Just four miles off of US 1 at MM 30, I found a more isolated, off the beaten path world, where I kayaked roundtrip over a couple of hours from Big Pine Key to No Name Key (where the 1961 Bay of Pigs invasion was staged). The winds whistled through the palms on a mostly cloudy morning and afternoon, helping to keep the heat and mugginess in check. Our guide from Big Pine Kayak Adventures, Bill Keogh, has kayaked some 800 of the Florida Keys.
Keogh’s four-footed friend joined, a friendly mixed breed named Scupper, who quickly won my fondness. As we set off from Big Pine Key, the scent of sulfur permeated my nostrils because of the decomposing seagrass which this Key catches from Florida Bay. Getting to the Key with “No Name” meant crossing the channel’s choppy waters (about a 1/3 mile long) in a 12 foot Vapor that weighed 50 pounds.
When I looked down into the more shallow waters, I caught the sight of flat Turtle Grass, round Manatee Grass, and soft-looking Shoal Grass waving back and forth. Being out in this wide channel heightened my sense of isolation from the hustle and bustle only a few miles away. My eyes took in the sight of a kettle of Turkey Vultures heading south for winter. Arriving at No Name Key, we paddled into a deep mangrove forest via a very narrow creek, so narrow that I dismantled my paddle into halves, using one along with low-hanging branches to navigate hundreds of feet. But awaiting my camera was a camouflaged Yellow-Crowned Night Heron flying around from tree to tree as well as a variety of crabs climbing the densely-packed branches. This trip was a “long, but pleasant” mile in waters ranging 1-18 feet in depth, offering me more solitude and sights of other small islands like Porpoise Key, Mayo Key, and Water Key.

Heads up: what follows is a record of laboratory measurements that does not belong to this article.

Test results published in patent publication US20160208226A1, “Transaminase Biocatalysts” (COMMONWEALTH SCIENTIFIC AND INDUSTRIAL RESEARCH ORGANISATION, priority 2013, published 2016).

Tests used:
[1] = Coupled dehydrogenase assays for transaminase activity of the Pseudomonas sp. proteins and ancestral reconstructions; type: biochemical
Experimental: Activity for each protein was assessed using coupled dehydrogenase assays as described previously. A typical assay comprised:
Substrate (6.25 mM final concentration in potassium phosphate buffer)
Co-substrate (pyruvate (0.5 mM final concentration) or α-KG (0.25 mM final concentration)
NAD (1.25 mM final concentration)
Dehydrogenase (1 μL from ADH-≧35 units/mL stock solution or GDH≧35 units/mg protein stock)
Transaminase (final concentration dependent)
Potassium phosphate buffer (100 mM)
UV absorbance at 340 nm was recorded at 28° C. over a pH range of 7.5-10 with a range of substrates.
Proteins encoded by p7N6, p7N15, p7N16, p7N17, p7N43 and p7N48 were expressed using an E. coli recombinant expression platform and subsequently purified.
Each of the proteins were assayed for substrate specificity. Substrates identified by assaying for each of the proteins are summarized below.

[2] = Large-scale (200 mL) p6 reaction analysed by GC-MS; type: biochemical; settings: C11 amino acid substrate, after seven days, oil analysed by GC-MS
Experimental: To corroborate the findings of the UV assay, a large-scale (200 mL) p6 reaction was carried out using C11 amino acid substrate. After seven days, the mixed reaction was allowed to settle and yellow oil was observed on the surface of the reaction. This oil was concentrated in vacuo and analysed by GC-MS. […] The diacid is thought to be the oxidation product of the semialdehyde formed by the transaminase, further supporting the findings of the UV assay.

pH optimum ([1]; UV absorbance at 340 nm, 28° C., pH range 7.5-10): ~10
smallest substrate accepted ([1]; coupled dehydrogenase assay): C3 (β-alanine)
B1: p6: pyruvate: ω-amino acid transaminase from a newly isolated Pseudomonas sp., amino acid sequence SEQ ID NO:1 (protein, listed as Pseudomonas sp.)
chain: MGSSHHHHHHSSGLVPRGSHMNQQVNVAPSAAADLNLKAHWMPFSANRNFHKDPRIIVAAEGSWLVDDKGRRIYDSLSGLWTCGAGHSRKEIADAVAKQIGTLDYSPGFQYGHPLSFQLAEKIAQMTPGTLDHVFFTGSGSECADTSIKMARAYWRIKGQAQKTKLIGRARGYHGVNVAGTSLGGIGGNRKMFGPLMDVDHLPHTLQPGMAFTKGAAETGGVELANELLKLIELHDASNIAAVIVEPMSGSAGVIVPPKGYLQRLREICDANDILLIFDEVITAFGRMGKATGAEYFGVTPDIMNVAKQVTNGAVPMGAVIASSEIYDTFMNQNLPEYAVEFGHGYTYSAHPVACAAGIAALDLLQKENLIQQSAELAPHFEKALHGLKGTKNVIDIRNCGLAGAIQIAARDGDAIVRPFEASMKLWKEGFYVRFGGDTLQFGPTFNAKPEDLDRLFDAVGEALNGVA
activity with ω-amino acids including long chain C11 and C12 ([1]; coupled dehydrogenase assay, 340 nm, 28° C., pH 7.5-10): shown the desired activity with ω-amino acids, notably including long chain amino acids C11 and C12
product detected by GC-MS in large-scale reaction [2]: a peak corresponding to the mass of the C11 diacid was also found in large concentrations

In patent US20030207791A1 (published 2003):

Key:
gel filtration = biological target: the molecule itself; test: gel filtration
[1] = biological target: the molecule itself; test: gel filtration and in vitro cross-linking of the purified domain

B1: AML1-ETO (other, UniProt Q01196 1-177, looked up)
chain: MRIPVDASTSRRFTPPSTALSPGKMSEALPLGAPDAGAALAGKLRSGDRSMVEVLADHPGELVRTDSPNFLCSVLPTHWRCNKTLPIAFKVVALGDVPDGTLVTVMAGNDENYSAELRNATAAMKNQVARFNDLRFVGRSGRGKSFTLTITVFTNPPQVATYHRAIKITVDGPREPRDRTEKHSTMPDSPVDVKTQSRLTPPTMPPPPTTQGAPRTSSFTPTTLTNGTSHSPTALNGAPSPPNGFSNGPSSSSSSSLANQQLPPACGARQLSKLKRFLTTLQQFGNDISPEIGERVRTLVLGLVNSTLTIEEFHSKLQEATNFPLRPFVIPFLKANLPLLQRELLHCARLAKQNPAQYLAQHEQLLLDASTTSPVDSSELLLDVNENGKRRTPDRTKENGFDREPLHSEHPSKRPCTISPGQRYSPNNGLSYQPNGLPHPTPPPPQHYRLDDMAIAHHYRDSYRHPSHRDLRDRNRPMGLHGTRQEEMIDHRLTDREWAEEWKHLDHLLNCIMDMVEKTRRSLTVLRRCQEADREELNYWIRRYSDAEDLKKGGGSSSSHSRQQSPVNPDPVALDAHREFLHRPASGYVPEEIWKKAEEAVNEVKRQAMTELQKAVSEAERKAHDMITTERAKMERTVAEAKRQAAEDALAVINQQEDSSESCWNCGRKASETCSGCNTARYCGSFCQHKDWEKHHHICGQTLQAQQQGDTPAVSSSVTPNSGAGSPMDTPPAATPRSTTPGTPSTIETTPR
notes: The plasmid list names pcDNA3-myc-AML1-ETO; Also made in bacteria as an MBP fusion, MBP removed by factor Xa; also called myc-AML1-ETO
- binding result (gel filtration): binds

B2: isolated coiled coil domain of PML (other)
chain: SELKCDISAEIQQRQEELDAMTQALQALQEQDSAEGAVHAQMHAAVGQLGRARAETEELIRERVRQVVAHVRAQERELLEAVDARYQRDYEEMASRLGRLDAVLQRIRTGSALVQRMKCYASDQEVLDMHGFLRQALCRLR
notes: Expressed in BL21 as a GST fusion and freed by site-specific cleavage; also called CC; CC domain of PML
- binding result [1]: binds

Pelting rain en route to Boot Key
“Kayak Dave” said this about how one paddles a kayak, “It’s like sex, so long as you’re having fun, it doesn’t matter how you do it.” He admonished me to turn my body more instead of my elbows during my three mile roundtrip to and from Boot Key (where Radio Marti broadcasts to Cuba take place) as light to moderate rain pelted me from above the first half of my journey. Thunder and lightning thankfully weren’t part of the storm. We started out at Sombrero Beach on Marathon’s Vaca Key, facing the Atlantic. This Key is named for “the cow of the sea”, that being the manatee. Vaca is Spanish for cow.